Maybe you spotted it while snacking on some potato chips by the pool, or it caught your eye while you were driving down the Mass. Pike. But the iconic red, white and black lighthouse that adorns countless bags of Cape Cod Potato Chips — and some Massachusetts license plates — really exists, and you can find it overlooking the water in Eastham.
Now more than a hundred years old, Nauset Light was saved from tumbling into the ocean 21 years ago. You can climb its historic stairs and tour the 48-foot tall building for free. Here’s the story behind the stately old beacon.
Before there was one, there were three
Long before Nauset Light became an Instagrammable, picture-perfect destination, there were the Three Sisters.
Just 15 feet tall each, the three brick lighthouses stood about 150 feet apart and comprised the Nauset Beach Light Station, according to Christine Ebert, a member of the board of directors for the Nauset Light Preservation Society. Though lighthouses already stood watch in Truro and Chatham, there were so many shipwrecks that the Three Sisters were erected in 1838 to help guide disoriented mariners off the coast.
“The story goes, from sea if you looked on shore, it looked like three ladies in white dresses and black hats,” Ebert said.
Wooden towers replaced the brick ones in 1892.
Two of the sisters were made redundant and eventually auctioned off when a Fresnel lens, which could flash three times every 10 seconds, was installed in the central tower. That lighthouse became known as “the beacon.”
In 1877, the lighthouses in Chatham were replaced with two cast iron, brick-lined towers. One of them, which was later moved to Eastham in 1923, became the present-day Nauset Light. In 1940, it was painted its distinctive red-and-white blocks of color, thanks to a suggestion from local fishermen.
“They had said, ‘You know the lighthouse would be easier to see in the daytime if it had the top part red,’” Ebert said.
All three of the sister towers were eventually obtained by the National Park Service, which reunited the small lighthouses in their original formation, not far inland from Nauset Light.
Saved from the ocean
When Nauset Light was moved to Eastham, it was placed about 200 feet from the edge of the beach’s cliff. By 1993, because of beach erosion, it stood about 50 feet from the precipice. Ebert said the Coast Guard, which owned and maintained the lighthouse, didn’t have the funds to move it away from the edge and planned to dissemble it.
Concerned members of the community formed the Nauset Light Preservation Society and raised funds to supplement a federal grant to cover the $330,000 cost of moving the tower.
Nauset Light was moved back 360 feet in 1996, a process that took 11 hours. The lighthouse keeper’s house, which was built in 1875, and an oil house built in 1892 that was used for storing the fuel used to light the tower were also moved.
“By then, it was about 35 or 36 feet from the edge of the cliff,” Ebert said. “It was really getting very close.”
The Coast Guard transferred ownership of Nauset Light to the National Park Service, which established a partnership agreement with the preservation society to maintain and operate the light as a private aid to navigation.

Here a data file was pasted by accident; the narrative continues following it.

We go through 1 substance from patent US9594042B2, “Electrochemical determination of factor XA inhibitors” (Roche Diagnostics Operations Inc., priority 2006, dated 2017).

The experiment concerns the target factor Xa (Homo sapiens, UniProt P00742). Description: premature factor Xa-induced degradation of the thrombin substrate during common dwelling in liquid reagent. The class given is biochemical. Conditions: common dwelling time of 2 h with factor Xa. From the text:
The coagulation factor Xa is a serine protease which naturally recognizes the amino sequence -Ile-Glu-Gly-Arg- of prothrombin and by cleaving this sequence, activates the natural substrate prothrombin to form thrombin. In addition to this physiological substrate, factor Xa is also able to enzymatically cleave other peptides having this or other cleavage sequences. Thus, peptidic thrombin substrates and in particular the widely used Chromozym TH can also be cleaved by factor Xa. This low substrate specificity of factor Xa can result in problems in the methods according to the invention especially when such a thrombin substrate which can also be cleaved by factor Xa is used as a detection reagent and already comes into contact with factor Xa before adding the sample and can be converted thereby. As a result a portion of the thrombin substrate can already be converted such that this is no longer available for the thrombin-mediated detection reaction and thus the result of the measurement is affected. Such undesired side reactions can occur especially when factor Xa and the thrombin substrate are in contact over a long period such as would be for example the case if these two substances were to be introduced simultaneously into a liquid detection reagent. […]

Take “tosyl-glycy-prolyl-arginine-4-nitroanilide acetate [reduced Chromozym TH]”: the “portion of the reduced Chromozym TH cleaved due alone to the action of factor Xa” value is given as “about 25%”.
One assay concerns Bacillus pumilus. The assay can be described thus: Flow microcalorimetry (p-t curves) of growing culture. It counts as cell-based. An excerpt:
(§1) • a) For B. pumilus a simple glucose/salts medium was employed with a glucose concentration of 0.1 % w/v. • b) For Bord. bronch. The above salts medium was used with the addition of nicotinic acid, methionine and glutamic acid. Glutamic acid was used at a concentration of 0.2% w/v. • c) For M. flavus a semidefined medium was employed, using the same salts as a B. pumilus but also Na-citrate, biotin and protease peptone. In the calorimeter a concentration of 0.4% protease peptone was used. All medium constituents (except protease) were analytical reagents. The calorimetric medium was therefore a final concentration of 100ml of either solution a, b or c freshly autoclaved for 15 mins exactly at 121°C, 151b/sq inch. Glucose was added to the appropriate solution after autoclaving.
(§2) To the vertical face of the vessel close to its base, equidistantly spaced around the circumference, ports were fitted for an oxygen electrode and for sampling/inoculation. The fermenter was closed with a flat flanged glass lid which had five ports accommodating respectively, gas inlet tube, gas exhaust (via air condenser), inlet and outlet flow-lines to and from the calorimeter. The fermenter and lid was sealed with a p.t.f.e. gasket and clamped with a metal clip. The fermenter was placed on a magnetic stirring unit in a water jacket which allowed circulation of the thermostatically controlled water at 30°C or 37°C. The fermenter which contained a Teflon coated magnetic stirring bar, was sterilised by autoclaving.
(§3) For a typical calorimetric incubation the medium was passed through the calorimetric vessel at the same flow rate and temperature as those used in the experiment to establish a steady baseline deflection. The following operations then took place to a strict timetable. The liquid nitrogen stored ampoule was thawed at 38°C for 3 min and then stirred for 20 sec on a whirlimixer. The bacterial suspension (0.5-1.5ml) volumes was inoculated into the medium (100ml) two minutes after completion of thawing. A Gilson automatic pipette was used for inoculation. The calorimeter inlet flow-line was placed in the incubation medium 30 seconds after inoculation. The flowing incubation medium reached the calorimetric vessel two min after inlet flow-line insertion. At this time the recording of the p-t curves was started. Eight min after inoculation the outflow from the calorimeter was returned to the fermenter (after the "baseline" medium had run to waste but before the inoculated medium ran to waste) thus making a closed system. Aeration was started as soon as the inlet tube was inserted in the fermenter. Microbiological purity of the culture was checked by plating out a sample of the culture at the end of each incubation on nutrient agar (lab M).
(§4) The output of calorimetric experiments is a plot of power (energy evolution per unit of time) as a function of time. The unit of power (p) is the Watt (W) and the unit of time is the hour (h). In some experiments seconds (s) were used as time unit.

From historic beacon to potato-chip fame
The Cape Cod Potato Chips company was founded on July 4, 1980, and sold five years later to Anheuser-Busch. Its original owners, Stephen and Lynn Bernard, bought back the chip company in 1996 to rescue it from closure. According to The Boston Globe, Bernard and his daughter, Nicole, then turned their attention to reintroducing the snacks with new bags and new art.
They asked local artist Elizabeth Mumford, who lives in Hyannisport, to create an oil painting that included a lighthouse and a boat, since the company already had that image combination copyrighted for their bags.
Mumford said she settled on painting Nauset Light because of its bright red and white colors, along with a Cape Cod cat boat with its distinctive four-sided sail.
“Then they went ahead and they used it a lot,” Mumford said. “They had prints made, and they did mugs, and they did beach towels and a ton of stuff with that one image.”
Mumford said she didn’t receive any royalties for the use of her work but said it was amazing to see her painting used in the company’s graphic. The company did not respond to a request for comment on the story behind the lighthouse image.
Her work was featured on the bags until 2010, when the company, again under new ownership, decided to revamp the design, she said. The bags still depict Nauset Light, but they no longer use Mumford’s paintings.
“It’s a very iconic image for Cape Cod,” she said.
How to visit
Today, the tower uses two rotating beacons with a 10-second light signature, which flash five seconds of white light and five seconds of red light.
Volunteers with the preservation society lead tours open to the public on Sundays from 4:30 until 7:30 p.m., May through October. In July and August, tours are also open during the same time on Tuesdays and Wednesdays.
Visitors are led up to the lighthouse’s watch room, below the light itself, where the lighthouse keeper would record the ships that passed in a logbook. The book provided a record of where a ship was last seen, should it go missing or be wrecked, Ebert said.
While the lighthouse keeper’s home remains private property, visitors can take a look inside the oil house, which has been repurposed by the preservation society to house information about the lighthouse and the people who served as keepers.